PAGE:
The North American colonies had always attracted individuals in search of adventure and good business opportunities. Under both the French and British regimes, trade and business competition played a major role in relations between countries, as well as causing a number of conflicts. Money is often at the root of war.

So it is understandable that, in the midst of fierce commercial rivalries, it was not unusual for privateers—especially those who were adventurers above all—to change sides and betray their country!

John Outlaw

Some of these traitors, such as the privateers and explorers Pierre Esprit Radisson and Médard Chouart des Groseilliers, are famous to this day. Their defection from France to England, in the midst of the struggle to control Hudson Bay, was dramatic, and history has not always been kind to them.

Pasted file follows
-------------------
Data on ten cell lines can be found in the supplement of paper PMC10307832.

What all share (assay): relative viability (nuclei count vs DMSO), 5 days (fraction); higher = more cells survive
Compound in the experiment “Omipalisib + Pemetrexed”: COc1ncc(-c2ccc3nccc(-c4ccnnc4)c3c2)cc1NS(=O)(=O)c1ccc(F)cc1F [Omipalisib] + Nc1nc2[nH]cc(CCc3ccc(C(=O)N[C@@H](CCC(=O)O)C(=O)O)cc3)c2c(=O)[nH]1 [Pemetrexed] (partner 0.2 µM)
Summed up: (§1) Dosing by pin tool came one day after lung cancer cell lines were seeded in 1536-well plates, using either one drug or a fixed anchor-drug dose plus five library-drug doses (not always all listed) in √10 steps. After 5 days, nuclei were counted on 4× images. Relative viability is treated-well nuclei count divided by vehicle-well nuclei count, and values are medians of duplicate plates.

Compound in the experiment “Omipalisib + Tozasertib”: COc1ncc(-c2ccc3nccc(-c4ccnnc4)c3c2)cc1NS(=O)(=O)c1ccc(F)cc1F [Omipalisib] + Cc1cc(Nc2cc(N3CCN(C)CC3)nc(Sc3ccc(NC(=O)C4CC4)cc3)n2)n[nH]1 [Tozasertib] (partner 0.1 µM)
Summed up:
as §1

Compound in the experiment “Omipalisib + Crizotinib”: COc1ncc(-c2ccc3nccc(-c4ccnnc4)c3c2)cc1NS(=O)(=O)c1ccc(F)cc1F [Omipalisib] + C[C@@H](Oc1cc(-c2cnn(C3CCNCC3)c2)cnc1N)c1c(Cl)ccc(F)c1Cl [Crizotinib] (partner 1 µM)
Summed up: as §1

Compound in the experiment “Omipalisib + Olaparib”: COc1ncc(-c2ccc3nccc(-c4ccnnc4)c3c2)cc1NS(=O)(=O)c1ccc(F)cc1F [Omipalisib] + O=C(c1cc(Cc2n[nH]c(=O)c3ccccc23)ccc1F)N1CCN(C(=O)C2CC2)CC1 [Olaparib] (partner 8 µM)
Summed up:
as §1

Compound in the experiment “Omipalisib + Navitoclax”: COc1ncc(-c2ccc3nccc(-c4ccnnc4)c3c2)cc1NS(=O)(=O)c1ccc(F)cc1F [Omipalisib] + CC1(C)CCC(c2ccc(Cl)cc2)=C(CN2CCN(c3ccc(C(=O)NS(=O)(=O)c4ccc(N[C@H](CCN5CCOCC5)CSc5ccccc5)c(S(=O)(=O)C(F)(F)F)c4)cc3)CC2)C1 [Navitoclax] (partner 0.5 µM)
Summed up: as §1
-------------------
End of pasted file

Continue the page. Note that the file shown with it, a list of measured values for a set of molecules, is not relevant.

But few remember that others, like John Outlaw, crossed over in the other direction, abandoning England to serve the King of France. John Outlaw was a naval officer employed by the Hudson's Bay Company when the fort he was occupying was captured by Pierre Le Moyne d'Iberville in 1686. It was the third time he had been taken prisoner by the French in the space of a few years. This time, Outlaw requested, and was granted, the right to become a French subject.

From then on, he served France loyally as a privateer. The Governor of New France, Frontenac, even financed a ship under his command, christening it the Frontenac!
Musée maritime du Québec and Naval Museum of Québec

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